York U education report recommends race-related data collection, transparency


TORONTO, Wednesday, August 23, 2017 – Student demographic data collected by the Ontario Ministry of Education should be leveraged to enhance student success through equity measures, a new report out of York University suggests. The report, commissioned by the Ontario Ministry of Education and co-authored by Professor Carl James, recommends that race-related data be collected and used to identify and address equity barriers.

The study, “Unlocking Student Potential Through Data," is the outcome of a joint project that explores new ways to support “Achieving Excellence,” Ontario’s vision for publicly funded education.

 “The Ministry of Education has always been committed to evidence-based informed decisions. Unlocking Student Potential Through Data is another study that will help inform our path forward,” said Bruce Rodrigues, Deputy Minister, Ministry of Education.

“The Faculty of Education is pleased to have collaborated with the Ministry of Education in this important work. The Faculty has a long-standing commitment to social justice and the final report contributes to this and to the enhancement of public education in Ontario for all students,” said Lyndon Martin, Dean, Faculty of Education at York University.

Together, the Ministry of Education, Ontario’s Anti-Racism Directorate; the Ministry of Children and Youth Services, and the Toronto District School Board worked with York’s Faculty of Education to produce the report.

The report indicates that the Ministry could better utilize the existing web-based Ontario School Information System (OnSIS) and other sources, and additionally makes 47 recommendations which could be implemented with the collection of additional data and analyses, to allow for more informed decision-making.

According to the report, the Ministry and school boards can create more relevant processes and programs to ensure children arrive at school ready to learn; have access to teaching and learning opportunities in elementary and secondary school that are inclusive and prorevide them with strong skills in literacy, numeracy, and science; and increase the quality and accessibility of postsecondary education and adult learning and skills development.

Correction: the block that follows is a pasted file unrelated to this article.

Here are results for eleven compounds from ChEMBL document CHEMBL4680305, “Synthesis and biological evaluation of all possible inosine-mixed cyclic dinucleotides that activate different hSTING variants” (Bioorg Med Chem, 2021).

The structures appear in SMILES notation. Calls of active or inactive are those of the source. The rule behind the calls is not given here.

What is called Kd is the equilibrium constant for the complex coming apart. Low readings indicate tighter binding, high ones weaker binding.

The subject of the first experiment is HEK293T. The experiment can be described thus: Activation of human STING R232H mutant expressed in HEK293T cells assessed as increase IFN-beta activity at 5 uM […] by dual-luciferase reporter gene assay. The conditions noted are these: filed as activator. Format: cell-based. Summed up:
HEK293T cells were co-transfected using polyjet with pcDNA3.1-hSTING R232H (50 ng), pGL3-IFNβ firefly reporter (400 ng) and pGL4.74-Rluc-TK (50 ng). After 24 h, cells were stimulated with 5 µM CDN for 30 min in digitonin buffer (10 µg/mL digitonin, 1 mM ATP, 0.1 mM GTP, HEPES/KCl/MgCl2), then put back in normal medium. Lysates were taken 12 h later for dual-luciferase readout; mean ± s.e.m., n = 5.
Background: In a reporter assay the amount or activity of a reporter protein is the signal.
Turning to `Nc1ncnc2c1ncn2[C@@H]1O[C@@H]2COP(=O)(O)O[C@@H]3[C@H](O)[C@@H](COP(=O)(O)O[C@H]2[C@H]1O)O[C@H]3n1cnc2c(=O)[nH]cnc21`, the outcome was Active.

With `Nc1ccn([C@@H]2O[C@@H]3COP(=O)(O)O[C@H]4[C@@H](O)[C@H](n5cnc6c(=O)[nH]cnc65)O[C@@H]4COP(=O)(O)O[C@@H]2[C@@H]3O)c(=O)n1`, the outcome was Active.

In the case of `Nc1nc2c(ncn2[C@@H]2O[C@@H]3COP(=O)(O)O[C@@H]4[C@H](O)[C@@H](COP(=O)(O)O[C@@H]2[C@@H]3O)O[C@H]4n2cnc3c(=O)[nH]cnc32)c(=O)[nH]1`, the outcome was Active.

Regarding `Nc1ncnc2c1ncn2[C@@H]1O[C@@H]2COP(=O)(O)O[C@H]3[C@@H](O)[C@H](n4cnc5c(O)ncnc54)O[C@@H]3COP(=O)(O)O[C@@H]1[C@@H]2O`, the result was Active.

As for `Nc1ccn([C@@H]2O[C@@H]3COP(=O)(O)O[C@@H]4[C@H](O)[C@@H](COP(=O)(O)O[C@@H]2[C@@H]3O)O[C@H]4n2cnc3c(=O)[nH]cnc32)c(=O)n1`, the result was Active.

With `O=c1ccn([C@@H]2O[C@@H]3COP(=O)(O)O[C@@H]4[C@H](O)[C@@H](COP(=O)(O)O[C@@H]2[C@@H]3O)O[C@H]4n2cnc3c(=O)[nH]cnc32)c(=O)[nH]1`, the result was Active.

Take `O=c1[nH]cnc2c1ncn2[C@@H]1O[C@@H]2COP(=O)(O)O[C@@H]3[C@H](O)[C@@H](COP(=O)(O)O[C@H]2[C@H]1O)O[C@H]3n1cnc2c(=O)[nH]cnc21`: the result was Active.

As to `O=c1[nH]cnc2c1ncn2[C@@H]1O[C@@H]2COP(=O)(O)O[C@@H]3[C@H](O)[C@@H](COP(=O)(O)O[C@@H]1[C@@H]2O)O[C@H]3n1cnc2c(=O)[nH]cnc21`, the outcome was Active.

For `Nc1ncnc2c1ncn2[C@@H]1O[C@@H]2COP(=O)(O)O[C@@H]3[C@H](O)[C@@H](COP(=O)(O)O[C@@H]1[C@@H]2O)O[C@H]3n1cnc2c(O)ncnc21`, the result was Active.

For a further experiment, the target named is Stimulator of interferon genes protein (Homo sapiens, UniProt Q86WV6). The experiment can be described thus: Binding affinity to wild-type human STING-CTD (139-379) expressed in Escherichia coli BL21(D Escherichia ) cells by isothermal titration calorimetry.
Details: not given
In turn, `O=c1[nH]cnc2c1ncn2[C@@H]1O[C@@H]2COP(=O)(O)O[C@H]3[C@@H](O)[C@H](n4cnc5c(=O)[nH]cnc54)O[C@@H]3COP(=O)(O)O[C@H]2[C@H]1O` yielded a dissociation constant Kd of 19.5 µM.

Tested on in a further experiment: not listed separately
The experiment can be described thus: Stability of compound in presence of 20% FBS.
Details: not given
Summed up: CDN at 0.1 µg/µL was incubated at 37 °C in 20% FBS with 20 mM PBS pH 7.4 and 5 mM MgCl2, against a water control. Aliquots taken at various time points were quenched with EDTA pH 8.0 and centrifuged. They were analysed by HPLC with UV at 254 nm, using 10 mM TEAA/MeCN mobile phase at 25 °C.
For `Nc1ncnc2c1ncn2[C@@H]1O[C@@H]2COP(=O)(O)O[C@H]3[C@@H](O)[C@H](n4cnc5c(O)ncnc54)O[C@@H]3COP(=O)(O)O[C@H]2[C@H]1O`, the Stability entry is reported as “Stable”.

Professor James in the Faculty of Education, the York collaborator of this report, said that gathering more of the relevant demographic and perceptual data from various sources of both students and educators will be important to analyze and address equity issues in the education system. “For example, issues like student streaming and systemic racism can be addressed more efficiently, and new programs for professional development and pre-service training for teachers and education staff can be created based on analyzing such data,” he said, adding that the data must be separated and analyzed as individual racial groups, to identify and address issues unique to each group.

The report cites several other key concerns facing the education system, such as social inequality; gaps in addressing educational programming for students with special education needs; providing inclusive space for Indigenous students; relationships across the sector; school climate; and student discipline.

“We hope this report will serve as a tool to guide the Ministry’s data directions to create and implement initiatives that enable greater collaboration between ministries, the public sector, and school boards. This will ensure improved success for all Ontario students, from early years to postsecondary,” said Donna Quan, lead author of the study and Senior Advisor, Student and Educator Data, Ministry of Education.

York University is known for championing new ways of thinking that drive teaching and research excellence. Our students receive the education they need to create big ideas that make an impact on the world. Meaningful and sometimes unexpected careers result from cross-discipline programming, innovative course design and diverse experiential learning opportunities. York students and graduates push limits, achieve goals and find solutions to the world’s most pressing social challenges, empowered by a strong community that opens minds. York U is an internationally recognized research university – our 11 faculties and 26 research centres have partnerships with 200+ leading universities worldwide. Located in Toronto, York is the third largest university in Canada, with a strong community of 53,000 students, 7,000 faculty and administrative staff, and more than 295,000 alumni. York U's fully bilingual Glendon campus is home to Southern Ontario's Centre of Excellence for French Language and Bilingual Postsecondary Education.

 Media contact:
Gloria Suhasini, Media Relations, 416-736-2100 ext. 22094, suhasini@yorku.ca